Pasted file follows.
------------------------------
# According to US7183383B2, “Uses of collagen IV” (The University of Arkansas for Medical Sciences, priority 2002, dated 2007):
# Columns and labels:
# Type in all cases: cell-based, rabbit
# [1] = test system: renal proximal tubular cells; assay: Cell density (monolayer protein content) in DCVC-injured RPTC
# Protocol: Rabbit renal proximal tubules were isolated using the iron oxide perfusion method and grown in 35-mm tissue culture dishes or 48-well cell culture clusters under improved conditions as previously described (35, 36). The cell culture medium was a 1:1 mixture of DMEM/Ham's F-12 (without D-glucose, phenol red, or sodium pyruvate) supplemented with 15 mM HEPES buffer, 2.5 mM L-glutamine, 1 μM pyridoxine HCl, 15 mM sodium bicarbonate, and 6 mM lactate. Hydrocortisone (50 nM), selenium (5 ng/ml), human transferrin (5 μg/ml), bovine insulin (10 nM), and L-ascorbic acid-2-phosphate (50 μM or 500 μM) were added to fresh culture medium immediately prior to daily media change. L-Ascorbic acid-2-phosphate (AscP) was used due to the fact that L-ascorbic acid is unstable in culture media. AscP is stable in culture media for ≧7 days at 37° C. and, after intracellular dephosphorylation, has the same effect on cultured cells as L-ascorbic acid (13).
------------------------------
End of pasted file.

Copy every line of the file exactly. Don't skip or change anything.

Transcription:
# According to US7183383B2, “Uses of collagen IV” (The University of Arkansas for Medical Sciences, priority 2002, dated 2007):
# Columns and labels:
# Type in all cases: cell-based, rabbit
# [1] = test system: renal proximal tubular cells; assay: Cell density (monolayer protein content) in DCVC-injured RPTC
# Protocol: Rabbit renal proximal tubules were isolated using the iron oxide perfusion method and grown in 35-mm tissue culture dishes or 48-well cell culture clusters under improved conditions as previously described (35, 36). The cell culture medium was a 1:1 mixture of DMEM/Ham's F-12 (without D-glucose, phenol red, or sodium pyruvate) supplemented with 15 mM HEPES buffer, 2.5 mM L-glutamine, 1 μM pyridoxine HCl, 15 mM sodium bicarbonate, and 6 mM lactate. Hydrocortisone (50 nM), selenium (5 ng/ml), human transferrin (5 μg/ml), bovine insulin (10 nM), and L-ascorbic acid-2-phosphate (50 μM or 500 μM) were added to fresh culture medium immediately prior to daily media change. L-Ascorbic acid-2-phosphate (AscP) was used due to the fact that L-ascorbic acid is unstable in culture media. AscP is stable in culture media for ≧7 days at 37° C. and, after intracellular dephosphorylation, has the same effect on cultured cells as L-ascorbic acid (13).